His primary areas of study are Neuroscience, Pharmacology, Nucleus accumbens, Addiction and Endocrinology. His research on Neuroscience frequently links to adjacent areas such as Neurotransmission. His study looks at the relationship between Pharmacology and fields such as Endogenous opioid, as well as how they intersect with chemical problems.
His Nucleus accumbens study incorporates themes from NMDA receptor, Phencyclidine and Nicotine. His biological study spans a wide range of topics, including AMPA receptor, Epigenetics of cocaine addiction and Stimulant. His study looks at the relationship between Endocrinology and topics such as Dynorphin, which overlap with κ-opioid receptor, Behavioural despair test, CREB and Stimulation.
The scientist’s investigation covers issues in Neuroscience, Internal medicine, Endocrinology, Pharmacology and Nucleus accumbens. William A. Carlezon works mostly in the field of Neuroscience, limiting it down to topics relating to κ-opioid receptor and, in certain cases, Endogenous opioid, as a part of the same area of interest. His study explores the link between Internal medicine and topics such as Anxiety that cross with problems in Clinical psychology.
His research investigates the connection with Endocrinology and areas like Dynorphin which intersect with concerns in Behavioural despair test. His study looks at the intersection of Pharmacology and topics like Brain stimulation reward with Medial forebrain bundle. The Nucleus accumbens study combines topics in areas such as AMPA receptor, Striatum, CREB and Basal ganglia.
His primary scientific interests are in Neuroscience, Endocrinology, Internal medicine, Nucleus accumbens and Dopamine. His Neuroscience research incorporates themes from Synaptic plasticity, Transcriptome and Behavioral test. His Endocrinology study combines topics in areas such as Inflammation and Receptor.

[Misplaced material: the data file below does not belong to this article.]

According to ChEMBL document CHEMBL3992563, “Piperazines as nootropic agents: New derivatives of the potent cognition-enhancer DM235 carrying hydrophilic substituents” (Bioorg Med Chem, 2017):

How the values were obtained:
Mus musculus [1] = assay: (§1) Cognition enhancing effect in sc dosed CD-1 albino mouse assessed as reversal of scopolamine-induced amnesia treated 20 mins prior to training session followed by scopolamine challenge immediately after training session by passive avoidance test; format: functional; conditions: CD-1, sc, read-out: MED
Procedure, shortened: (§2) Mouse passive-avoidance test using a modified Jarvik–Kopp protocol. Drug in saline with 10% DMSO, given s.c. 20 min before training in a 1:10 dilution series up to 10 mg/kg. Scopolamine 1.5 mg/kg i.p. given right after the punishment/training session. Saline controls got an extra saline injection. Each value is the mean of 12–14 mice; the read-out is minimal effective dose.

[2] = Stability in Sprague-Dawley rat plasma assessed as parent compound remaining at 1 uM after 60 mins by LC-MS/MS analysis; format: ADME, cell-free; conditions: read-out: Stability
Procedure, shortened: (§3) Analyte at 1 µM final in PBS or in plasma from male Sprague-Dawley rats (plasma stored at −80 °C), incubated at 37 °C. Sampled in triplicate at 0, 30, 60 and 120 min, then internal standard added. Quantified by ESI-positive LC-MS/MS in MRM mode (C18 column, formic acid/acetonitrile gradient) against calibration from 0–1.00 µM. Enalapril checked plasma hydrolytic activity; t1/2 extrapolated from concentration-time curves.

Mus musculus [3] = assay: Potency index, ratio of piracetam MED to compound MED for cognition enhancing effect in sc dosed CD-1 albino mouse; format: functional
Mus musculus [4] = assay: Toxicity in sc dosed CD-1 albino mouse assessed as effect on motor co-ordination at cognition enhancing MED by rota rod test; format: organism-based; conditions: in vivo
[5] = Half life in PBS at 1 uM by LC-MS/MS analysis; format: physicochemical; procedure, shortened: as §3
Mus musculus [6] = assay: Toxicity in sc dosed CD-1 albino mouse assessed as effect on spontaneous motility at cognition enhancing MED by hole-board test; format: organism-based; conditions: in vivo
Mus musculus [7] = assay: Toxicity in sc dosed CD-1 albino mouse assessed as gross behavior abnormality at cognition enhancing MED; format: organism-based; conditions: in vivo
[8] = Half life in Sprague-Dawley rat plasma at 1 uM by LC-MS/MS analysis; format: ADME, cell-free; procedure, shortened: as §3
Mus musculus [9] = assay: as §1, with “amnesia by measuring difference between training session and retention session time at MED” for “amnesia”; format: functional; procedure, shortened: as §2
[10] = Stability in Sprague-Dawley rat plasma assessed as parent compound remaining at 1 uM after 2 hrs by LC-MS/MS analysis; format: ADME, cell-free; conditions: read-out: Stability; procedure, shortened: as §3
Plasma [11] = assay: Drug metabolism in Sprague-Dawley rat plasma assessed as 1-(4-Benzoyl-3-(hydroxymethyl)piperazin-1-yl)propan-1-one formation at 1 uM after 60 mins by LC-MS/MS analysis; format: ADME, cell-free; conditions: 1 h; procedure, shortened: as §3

The various areas that William A. Carlezon examines in his Internal medicine study include Offspring, Anxiety, Sleep in non-human animals, Autism spectrum disorder and Addiction. His research integrates issues of Glutamate receptor, Ventral tegmental area and Social defeat in his study of Nucleus accumbens. The concepts of his Dopamine study are interwoven with issues in Agonist, Methamphetamine, Stimulation and Sensitization.
William A. Carlezon spends much of his time researching Neuroscience, Nucleus accumbens, κ-opioid receptor, Social defeat and Amygdala. In his study, William A. Carlezon carries out multidisciplinary Neuroscience and Behavioral methods research. William A. Carlezon mostly deals with Brain stimulation reward in his studies of Nucleus accumbens.
His κ-opioid receptor research is multidisciplinary, relying on both Dynorphin, Neuron, Anhedonia and Circadian rhythm. His Anhedonia study frequently links to adjacent areas such as Internal medicine. William A. Carlezon interconnects Nociceptin receptor, Striatum, Ventral tegmental area, Curiosity and Anterior cingulate cortex in the investigation of issues within Social defeat.
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The Mesolimbic Dopamine Reward Circuit in Depression
Eric J. Nestler;William A. Carlezon.
Biological Psychiatry (2006)
The many faces of CREB
William A. Carlezon;Ronald S. Duman;Eric J. Nestler.
Trends in Neurosciences (2005)
Regulation of Cocaine Reward by CREB
William A. Carlezon;Johannes Thome;Valerie G. Olson;Sarah B. Lane-Ladd.
Mania-like behavior induced by disruption of CLOCK.
Kole Roybal;David Theobold;Ami Graham;Jennifer A. DiNieri.
Proceedings of the National Academy of Sciences of the United States of America (2007)
Expression of the transcription factor ΔFosB in the brain controls sensitivity to cocaine
Max B. Kelz;Jingshan Chen;William A. Carlezon;William A. Carlezon;Kim Whisler.
GTP cyclohydrolase and tetrahydrobiopterin regulate pain sensitivity and persistence
Irmgard Tegeder;Irmgard Tegeder;Michael Costigan;Robert S Griffin;Andrea Abele.
Nature Medicine (2006)
Altered Responsiveness to Cocaine and Increased Immobility in the Forced Swim Test Associated with Elevated cAMP Response Element-Binding Protein Expression in Nucleus Accumbens
Andrea M. Pliakas;Richard R. Carlson;Rachael L. Neve;Christine Konradi.
The Journal of Neuroscience (2001)
Biological substrates of reward and aversion: a nucleus accumbens activity hypothesis.
William A. Carlezon;Mark J. Thomas.
Antidepressant-Like Effects of κ-Opioid Receptor Antagonists in the Forced Swim Test in Rats
Stephen D. Mague;Andrea M. Pliakas;Mark S. Todtenkopf;Hilarie C. Tomasiewicz.
Journal of Pharmacology and Experimental Therapeutics (2003)
Long-term memory is facilitated by cAMP response element-binding protein overexpression in the amygdala.
Sheena A. Josselyn;Chanjun Shi;William A. Carlezon;William A. Carlezon;Rachael L. Neve.
The Journal of Neuroscience (2001)
(Impact Factor: 8.294)
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